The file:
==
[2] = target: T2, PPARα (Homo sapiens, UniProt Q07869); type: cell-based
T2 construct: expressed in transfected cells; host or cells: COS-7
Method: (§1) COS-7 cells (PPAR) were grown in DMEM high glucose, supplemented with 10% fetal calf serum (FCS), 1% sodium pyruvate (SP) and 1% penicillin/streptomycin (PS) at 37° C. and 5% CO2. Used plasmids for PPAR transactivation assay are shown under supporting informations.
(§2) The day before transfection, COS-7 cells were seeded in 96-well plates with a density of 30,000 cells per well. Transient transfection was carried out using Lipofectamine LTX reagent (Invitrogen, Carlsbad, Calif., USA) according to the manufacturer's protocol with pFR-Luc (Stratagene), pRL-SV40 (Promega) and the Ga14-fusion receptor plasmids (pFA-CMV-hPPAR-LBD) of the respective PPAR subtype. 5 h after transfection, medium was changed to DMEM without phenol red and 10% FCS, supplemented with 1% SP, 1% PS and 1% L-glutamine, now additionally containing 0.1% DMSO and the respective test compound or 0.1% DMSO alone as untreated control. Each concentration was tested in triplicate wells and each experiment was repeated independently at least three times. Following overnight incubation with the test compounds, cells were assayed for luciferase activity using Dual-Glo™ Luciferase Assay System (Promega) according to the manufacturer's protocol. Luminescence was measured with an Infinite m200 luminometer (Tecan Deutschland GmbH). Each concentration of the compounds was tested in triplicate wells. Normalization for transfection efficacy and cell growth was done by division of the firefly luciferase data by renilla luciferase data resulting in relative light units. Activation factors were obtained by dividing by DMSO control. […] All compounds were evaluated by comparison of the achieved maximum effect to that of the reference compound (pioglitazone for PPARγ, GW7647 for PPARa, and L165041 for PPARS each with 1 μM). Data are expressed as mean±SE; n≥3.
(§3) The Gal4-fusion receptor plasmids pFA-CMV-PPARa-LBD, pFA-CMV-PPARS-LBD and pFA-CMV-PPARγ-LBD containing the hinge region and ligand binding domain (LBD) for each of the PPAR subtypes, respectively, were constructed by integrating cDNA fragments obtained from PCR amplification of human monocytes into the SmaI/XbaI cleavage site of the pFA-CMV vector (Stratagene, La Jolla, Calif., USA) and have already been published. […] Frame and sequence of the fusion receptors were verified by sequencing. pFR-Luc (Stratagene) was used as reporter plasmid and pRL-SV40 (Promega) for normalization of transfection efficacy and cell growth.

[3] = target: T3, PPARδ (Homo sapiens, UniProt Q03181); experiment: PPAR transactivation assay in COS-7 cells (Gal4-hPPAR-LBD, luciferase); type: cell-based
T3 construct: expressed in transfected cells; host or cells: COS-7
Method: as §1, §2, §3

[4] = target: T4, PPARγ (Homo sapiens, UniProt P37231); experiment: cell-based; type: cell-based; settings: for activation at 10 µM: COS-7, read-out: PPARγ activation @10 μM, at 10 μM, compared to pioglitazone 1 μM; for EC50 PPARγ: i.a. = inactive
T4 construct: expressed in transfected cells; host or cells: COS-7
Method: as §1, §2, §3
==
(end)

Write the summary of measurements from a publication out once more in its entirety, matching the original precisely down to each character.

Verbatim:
[2] = target: T2, PPARα (Homo sapiens, UniProt Q07869); type: cell-based
T2 construct: expressed in transfected cells; host or cells: COS-7
Method: (§1) COS-7 cells (PPAR) were grown in DMEM high glucose, supplemented with 10% fetal calf serum (FCS), 1% sodium pyruvate (SP) and 1% penicillin/streptomycin (PS) at 37° C. and 5% CO2. Used plasmids for PPAR transactivation assay are shown under supporting informations.
(§2) The day before transfection, COS-7 cells were seeded in 96-well plates with a density of 30,000 cells per well. Transient transfection was carried out using Lipofectamine LTX reagent (Invitrogen, Carlsbad, Calif., USA) according to the manufacturer's protocol with pFR-Luc (Stratagene), pRL-SV40 (Promega) and the Ga14-fusion receptor plasmids (pFA-CMV-hPPAR-LBD) of the respective PPAR subtype. 5 h after transfection, medium was changed to DMEM without phenol red and 10% FCS, supplemented with 1% SP, 1% PS and 1% L-glutamine, now additionally containing 0.1% DMSO and the respective test compound or 0.1% DMSO alone as untreated control. Each concentration was tested in triplicate wells and each experiment was repeated independently at least three times. Following overnight incubation with the test compounds, cells were assayed for luciferase activity using Dual-Glo™ Luciferase Assay System (Promega) according to the manufacturer's protocol. Luminescence was measured with an Infinite m200 luminometer (Tecan Deutschland GmbH). Each concentration of the compounds was tested in triplicate wells. Normalization for transfection efficacy and cell growth was done by division of the firefly luciferase data by renilla luciferase data resulting in relative light units. Activation factors were obtained by dividing by DMSO control. […] All compounds were evaluated by comparison of the achieved maximum effect to that of the reference compound (pioglitazone for PPARγ, GW7647 for PPARa, and L165041 for PPARS each with 1 μM). Data are expressed as mean±SE; n≥3.
(§3) The Gal4-fusion receptor plasmids pFA-CMV-PPARa-LBD, pFA-CMV-PPARS-LBD and pFA-CMV-PPARγ-LBD containing the hinge region and ligand binding domain (LBD) for each of the PPAR subtypes, respectively, were constructed by integrating cDNA fragments obtained from PCR amplification of human monocytes into the SmaI/XbaI cleavage site of the pFA-CMV vector (Stratagene, La Jolla, Calif., USA) and have already been published. […] Frame and sequence of the fusion receptors were verified by sequencing. pFR-Luc (Stratagene) was used as reporter plasmid and pRL-SV40 (Promega) for normalization of transfection efficacy and cell growth.

[3] = target: T3, PPARδ (Homo sapiens, UniProt Q03181); experiment: PPAR transactivation assay in COS-7 cells (Gal4-hPPAR-LBD, luciferase); type: cell-based
T3 construct: expressed in transfected cells; host or cells: COS-7
Method: as §1, §2, §3

[4] = target: T4, PPARγ (Homo sapiens, UniProt P37231); experiment: cell-based; type: cell-based; settings: for activation at 10 µM: COS-7, read-out: PPARγ activation @10 μM, at 10 μM, compared to pioglitazone 1 μM; for EC50 PPARγ: i.a. = inactive
T4 construct: expressed in transfected cells; host or cells: COS-7
Method: as §1, §2, §3